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2017 G7 Taormina Summit
Final Compliance Report
27 May 2017 to 25 May 2018
Katrina Bland, Andrew Liu and Sarah Mariani
G7 Research Group
4 June 2018
The 2017 G7 Taormina Summit Final Compliance Report reviews progress made on 19 selected commitments set out at the 2017 Taormina Summit for the period of 27 May 2017 to 25 May 2018 (see Table A). This is three more commitments more than the interim compliance report assessed. The preface and summary of the findings are listed below. The 2017 G7 Taormina Final Compliance Scores, with rankings by country and by issue.
Download the full 368-page report here.
The report contains the following sections, which can be downloaded separately:
Each year since 1996, the G7 Research Group has produced a compliance report on the progress made by the G7 members in meeting the commitments their leaders issue at each summit. Since 2002, the group has usually published an interim report to assess progress during the transition from one host to the next, in addition to the final report issued just before the annual summit. These reports, which monitor the implementation of a carefully chosen selection of the many commitments announced at the end of each summit, are offered to the general public and to policy makers, academics, civil society, the media and interested citizens around the world in an effort to make the work of the G7 more transparent and accessible, and to provide scientific data to enable meaningful analysis of this unique and informal institution. Compliance reports are available at the G7 Information Centre at www.g7.utoronto.ca/compliance.
Based at the University of Toronto and founded in 1987, the G7 Research Group strives to be the leading independent source of information and analysis on the institutions, performance, issues and participants of the G7 summit and system of global governance. It is an global network of scholars, students and professionals. The group oversees the G7 Information Centre, which publishes freely available research on the G7 as well as official documents issued by the G7.
For the final compliance report on the 2017 Taormina Summit, hosted by Italy from 26 to 27 May 2017, 19 priority commitments were selected from the total 180 commitments made. This final report includes assessments for 19 of those commitments as of 25 May 2018, three more than were assessed in the 2017 G7 Taormina Interim Compliance Report.
To make its assessments, the G7 Research Group relies on publicly available information, documentation and media reports. To ensure the accuracy, comprehensiveness and integrity of these reports, we encourage comments and suggestions. Indeed, this is a living document, and the scores can be recalibrated if new material becomes available. All feedback remains anonymous and is not attributed. Responsibility for this report's contents lies exclusively with the report's authors and the analysts of the G7 Research Group.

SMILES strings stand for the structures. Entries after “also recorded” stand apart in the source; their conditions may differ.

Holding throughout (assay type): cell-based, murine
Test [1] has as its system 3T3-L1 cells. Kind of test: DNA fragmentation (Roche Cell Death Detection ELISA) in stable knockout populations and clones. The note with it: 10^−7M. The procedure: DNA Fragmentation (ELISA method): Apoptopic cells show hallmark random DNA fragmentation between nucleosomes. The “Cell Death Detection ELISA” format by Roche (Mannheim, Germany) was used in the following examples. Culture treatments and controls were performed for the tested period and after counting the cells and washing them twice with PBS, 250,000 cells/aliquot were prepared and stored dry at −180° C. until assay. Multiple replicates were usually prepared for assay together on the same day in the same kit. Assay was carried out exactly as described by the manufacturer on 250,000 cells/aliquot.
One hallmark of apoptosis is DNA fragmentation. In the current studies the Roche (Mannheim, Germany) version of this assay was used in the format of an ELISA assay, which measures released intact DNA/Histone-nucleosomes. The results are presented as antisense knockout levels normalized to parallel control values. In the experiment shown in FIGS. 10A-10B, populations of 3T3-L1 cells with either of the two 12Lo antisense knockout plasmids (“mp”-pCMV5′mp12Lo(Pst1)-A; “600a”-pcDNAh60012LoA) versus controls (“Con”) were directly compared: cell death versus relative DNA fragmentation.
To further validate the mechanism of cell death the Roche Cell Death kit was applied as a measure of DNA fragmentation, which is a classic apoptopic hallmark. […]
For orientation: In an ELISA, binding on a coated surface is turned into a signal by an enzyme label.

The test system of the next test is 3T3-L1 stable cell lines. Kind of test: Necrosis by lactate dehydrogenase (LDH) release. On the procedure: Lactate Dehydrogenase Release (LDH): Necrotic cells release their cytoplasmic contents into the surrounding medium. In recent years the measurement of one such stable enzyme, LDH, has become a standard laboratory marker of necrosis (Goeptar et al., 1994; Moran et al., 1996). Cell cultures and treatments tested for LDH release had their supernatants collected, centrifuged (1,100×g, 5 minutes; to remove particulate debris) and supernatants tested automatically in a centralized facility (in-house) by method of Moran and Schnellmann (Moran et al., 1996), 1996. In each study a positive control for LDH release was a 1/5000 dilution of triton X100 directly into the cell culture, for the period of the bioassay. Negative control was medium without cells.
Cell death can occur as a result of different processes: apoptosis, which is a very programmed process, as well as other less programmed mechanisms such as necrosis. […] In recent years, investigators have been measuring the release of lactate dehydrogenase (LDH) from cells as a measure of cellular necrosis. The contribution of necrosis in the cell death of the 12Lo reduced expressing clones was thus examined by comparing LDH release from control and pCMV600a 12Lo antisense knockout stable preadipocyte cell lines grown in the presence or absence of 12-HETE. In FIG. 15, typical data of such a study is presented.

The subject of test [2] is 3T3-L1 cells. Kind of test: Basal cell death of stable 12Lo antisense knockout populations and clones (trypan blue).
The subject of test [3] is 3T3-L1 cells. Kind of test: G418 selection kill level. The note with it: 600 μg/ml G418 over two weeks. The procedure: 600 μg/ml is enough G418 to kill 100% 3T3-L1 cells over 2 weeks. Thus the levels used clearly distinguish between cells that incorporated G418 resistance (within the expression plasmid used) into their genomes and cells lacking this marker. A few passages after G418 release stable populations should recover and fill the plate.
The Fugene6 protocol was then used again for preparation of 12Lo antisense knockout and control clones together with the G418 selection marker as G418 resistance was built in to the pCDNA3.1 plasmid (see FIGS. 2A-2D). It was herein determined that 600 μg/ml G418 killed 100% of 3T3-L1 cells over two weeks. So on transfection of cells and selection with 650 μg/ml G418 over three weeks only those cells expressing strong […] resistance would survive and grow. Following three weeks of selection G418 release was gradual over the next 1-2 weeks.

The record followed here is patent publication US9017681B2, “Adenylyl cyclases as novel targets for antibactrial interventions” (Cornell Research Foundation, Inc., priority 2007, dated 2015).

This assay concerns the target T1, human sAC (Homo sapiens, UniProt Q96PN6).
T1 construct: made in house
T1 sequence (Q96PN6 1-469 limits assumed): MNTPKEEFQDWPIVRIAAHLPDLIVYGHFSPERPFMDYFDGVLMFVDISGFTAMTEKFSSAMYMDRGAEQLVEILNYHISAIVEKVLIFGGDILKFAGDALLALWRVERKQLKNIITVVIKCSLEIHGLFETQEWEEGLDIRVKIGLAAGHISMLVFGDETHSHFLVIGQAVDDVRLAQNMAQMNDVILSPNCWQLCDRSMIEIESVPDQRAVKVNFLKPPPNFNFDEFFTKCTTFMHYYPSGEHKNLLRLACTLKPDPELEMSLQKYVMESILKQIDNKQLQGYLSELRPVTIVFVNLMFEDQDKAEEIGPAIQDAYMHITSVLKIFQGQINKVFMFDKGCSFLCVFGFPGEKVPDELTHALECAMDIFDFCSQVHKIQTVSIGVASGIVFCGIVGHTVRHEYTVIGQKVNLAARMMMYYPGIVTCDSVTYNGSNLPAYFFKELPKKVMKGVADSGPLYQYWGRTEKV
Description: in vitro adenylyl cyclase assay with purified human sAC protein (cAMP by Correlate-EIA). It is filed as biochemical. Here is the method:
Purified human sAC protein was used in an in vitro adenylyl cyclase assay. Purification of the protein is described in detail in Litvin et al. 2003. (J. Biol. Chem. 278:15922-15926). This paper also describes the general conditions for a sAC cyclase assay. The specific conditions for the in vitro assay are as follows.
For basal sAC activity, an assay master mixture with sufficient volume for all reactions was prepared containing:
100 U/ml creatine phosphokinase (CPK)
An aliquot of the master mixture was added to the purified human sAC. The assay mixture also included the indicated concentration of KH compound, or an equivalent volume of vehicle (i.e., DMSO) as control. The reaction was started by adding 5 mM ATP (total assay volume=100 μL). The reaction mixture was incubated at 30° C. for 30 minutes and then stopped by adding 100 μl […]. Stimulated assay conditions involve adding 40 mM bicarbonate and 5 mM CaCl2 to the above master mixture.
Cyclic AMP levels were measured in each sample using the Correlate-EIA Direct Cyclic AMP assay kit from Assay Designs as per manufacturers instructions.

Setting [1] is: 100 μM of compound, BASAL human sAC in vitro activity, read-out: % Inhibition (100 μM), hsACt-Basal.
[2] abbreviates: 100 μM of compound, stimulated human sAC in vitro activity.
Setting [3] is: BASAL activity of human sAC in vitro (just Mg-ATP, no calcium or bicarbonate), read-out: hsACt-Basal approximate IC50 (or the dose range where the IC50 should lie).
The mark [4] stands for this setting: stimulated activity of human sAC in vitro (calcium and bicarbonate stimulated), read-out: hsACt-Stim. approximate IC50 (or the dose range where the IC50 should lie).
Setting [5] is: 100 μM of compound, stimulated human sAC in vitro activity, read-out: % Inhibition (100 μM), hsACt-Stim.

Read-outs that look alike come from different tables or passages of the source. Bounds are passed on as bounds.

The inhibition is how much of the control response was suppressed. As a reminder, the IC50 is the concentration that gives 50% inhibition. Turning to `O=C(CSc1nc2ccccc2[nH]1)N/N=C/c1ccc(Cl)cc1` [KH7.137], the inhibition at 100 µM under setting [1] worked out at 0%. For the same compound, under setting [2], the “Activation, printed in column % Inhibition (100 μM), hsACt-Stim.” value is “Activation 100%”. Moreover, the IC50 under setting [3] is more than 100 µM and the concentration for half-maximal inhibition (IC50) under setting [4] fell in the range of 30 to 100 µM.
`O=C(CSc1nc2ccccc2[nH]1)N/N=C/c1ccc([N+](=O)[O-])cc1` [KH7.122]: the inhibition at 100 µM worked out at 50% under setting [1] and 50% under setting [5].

This report is produced entirely on a voluntary basis. It receives no direct financial support from any source, by a process insulated from the other major activities of the G7 Research Group, such as the "background book" produced by GT Media or the pre-summit conferences sponsored by various institutions.
The work of the G7 Research Group would not be possible without the steadfast dedication of many people around the world. This report is the product of a team of energetic and hard-working analysts led by Katrina Bland, chair of summit studies, and Andrew Liu and Sarah Mariani, chief co-compliance officers, and their team of lead analysts and analysts. It would also not be possible without the support of Dr. Ella Kokotsis, director of accountability, and Brittaney Warren, senior researcher. We are also indebted to the many people who provide feedback on our drafts, whose comments have been carefully considered in this report.
G7 Research Group
The University of Toronto G7 Research Group's Final Compliance Report on the 2017 Taormina Summit assesses the compliance of the G7 members with 19 priority commitments selected from the total 180 made at Taormina on 26-27 May 2017 (See Table A). This selection reflects the breadth and focus of the summit agenda. The analysis covers actions taken by G7 members since 28 May 2017, the day after the summit, until 25 May 2018. Note that this final compliance report assesses three commitments not included in the interim compliance report published on 20 April 2018.
Compliance is measured on a three-point scale. A score of +1 indicates full compliance with a commitment, a score of 0 indicates partial compliance, and a score of −1 indicates non-compliance as in a failure to comply or action taken that is directly opposite to the commitment. The interim compliance scores are listed in Table B.